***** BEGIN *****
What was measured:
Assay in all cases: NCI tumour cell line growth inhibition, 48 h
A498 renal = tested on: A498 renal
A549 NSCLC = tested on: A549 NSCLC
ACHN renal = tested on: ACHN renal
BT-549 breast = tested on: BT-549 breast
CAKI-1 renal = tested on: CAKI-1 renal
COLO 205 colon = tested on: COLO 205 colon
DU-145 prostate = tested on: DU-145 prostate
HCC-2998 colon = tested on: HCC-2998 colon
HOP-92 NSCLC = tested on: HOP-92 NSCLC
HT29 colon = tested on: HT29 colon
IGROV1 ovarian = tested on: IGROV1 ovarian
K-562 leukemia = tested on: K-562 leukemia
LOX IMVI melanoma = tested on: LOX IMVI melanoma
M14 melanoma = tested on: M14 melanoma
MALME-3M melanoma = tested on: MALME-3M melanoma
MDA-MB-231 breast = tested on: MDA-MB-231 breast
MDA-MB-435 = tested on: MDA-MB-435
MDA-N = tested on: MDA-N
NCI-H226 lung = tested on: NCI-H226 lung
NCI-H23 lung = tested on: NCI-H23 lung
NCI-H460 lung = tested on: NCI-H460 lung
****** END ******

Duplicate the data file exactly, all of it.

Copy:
What was measured:
Assay in all cases: NCI tumour cell line growth inhibition, 48 h
A498 renal = tested on: A498 renal
A549 NSCLC = tested on: A549 NSCLC
ACHN renal = tested on: ACHN renal
BT-549 breast = tested on: BT-549 breast
CAKI-1 renal = tested on: CAKI-1 renal
COLO 205 colon = tested on: COLO 205 colon
DU-145 prostate = tested on: DU-145 prostate
HCC-2998 colon = tested on: HCC-2998 colon
HOP-92 NSCLC = tested on: HOP-92 NSCLC
HT29 colon = tested on: HT29 colon
IGROV1 ovarian = tested on: IGROV1 ovarian
K-562 leukemia = tested on: K-562 leukemia
LOX IMVI melanoma = tested on: LOX IMVI melanoma
M14 melanoma = tested on: M14 melanoma
MALME-3M melanoma = tested on: MALME-3M melanoma
MDA-MB-231 breast = tested on: MDA-MB-231 breast
MDA-MB-435 = tested on: MDA-MB-435
MDA-N = tested on: MDA-N
NCI-H226 lung = tested on: NCI-H226 lung
NCI-H23 lung = tested on: NCI-H23 lung
NCI-H460 lung = tested on: NCI-H460 lung